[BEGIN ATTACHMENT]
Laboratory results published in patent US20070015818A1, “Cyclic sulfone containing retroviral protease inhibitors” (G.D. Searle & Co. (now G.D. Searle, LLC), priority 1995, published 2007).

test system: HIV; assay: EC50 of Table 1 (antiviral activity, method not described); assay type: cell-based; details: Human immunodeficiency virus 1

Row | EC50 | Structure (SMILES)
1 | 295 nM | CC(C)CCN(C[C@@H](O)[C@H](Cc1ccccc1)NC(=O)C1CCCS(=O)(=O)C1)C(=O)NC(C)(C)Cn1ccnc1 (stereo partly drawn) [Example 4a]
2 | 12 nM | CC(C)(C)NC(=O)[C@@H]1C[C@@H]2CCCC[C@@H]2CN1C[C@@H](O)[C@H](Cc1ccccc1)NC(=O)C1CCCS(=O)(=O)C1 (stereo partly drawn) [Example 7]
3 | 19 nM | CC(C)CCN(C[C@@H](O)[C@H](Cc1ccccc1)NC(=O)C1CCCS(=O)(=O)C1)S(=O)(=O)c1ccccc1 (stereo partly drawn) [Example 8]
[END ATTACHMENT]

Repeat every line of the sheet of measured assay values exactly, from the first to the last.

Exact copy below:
Laboratory results published in patent US20070015818A1, “Cyclic sulfone containing retroviral protease inhibitors” (G.D. Searle & Co. (now G.D. Searle, LLC), priority 1995, published 2007).

test system: HIV; assay: EC50 of Table 1 (antiviral activity, method not described); assay type: cell-based; details: Human immunodeficiency virus 1

Row | EC50 | Structure (SMILES)
1 | 295 nM | CC(C)CCN(C[C@@H](O)[C@H](Cc1ccccc1)NC(=O)C1CCCS(=O)(=O)C1)C(=O)NC(C)(C)Cn1ccnc1 (stereo partly drawn) [Example 4a]
2 | 12 nM | CC(C)(C)NC(=O)[C@@H]1C[C@@H]2CCCC[C@@H]2CN1C[C@@H](O)[C@H](Cc1ccccc1)NC(=O)C1CCCS(=O)(=O)C1 (stereo partly drawn) [Example 7]
3 | 19 nM | CC(C)CCN(C[C@@H](O)[C@H](Cc1ccccc1)NC(=O)C1CCCS(=O)(=O)C1)S(=O)(=O)c1ccccc1 (stereo partly drawn) [Example 8]